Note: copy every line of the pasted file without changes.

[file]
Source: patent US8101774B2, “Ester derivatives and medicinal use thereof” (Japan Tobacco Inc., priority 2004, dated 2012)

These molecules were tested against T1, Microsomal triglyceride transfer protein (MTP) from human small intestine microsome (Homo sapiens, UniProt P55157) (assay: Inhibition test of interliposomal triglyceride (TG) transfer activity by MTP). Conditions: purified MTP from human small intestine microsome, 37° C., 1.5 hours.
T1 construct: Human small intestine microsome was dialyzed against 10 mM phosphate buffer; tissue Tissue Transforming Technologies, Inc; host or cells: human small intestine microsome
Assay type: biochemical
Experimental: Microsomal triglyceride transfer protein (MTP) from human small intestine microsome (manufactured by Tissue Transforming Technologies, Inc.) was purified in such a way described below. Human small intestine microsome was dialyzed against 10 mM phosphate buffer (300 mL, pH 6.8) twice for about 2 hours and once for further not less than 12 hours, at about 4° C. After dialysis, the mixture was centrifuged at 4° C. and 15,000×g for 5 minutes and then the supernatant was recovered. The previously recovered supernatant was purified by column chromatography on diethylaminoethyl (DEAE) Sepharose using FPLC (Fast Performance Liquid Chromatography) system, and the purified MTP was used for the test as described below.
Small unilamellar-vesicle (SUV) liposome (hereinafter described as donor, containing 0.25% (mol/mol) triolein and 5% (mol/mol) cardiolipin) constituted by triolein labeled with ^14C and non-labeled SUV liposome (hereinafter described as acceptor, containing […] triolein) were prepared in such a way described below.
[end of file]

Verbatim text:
Source: patent US8101774B2, “Ester derivatives and medicinal use thereof” (Japan Tobacco Inc., priority 2004, dated 2012)

These molecules were tested against T1, Microsomal triglyceride transfer protein (MTP) from human small intestine microsome (Homo sapiens, UniProt P55157) (assay: Inhibition test of interliposomal triglyceride (TG) transfer activity by MTP). Conditions: purified MTP from human small intestine microsome, 37° C., 1.5 hours.
T1 construct: Human small intestine microsome was dialyzed against 10 mM phosphate buffer; tissue Tissue Transforming Technologies, Inc; host or cells: human small intestine microsome
Assay type: biochemical
Experimental: Microsomal triglyceride transfer protein (MTP) from human small intestine microsome (manufactured by Tissue Transforming Technologies, Inc.) was purified in such a way described below. Human small intestine microsome was dialyzed against 10 mM phosphate buffer (300 mL, pH 6.8) twice for about 2 hours and once for further not less than 12 hours, at about 4° C. After dialysis, the mixture was centrifuged at 4° C. and 15,000×g for 5 minutes and then the supernatant was recovered. The previously recovered supernatant was purified by column chromatography on diethylaminoethyl (DEAE) Sepharose using FPLC (Fast Performance Liquid Chromatography) system, and the purified MTP was used for the test as described below.
Small unilamellar-vesicle (SUV) liposome (hereinafter described as donor, containing 0.25% (mol/mol) triolein and 5% (mol/mol) cardiolipin) constituted by triolein labeled with ^14C and non-labeled SUV liposome (hereinafter described as acceptor, containing […] triolein) were prepared in such a way described below.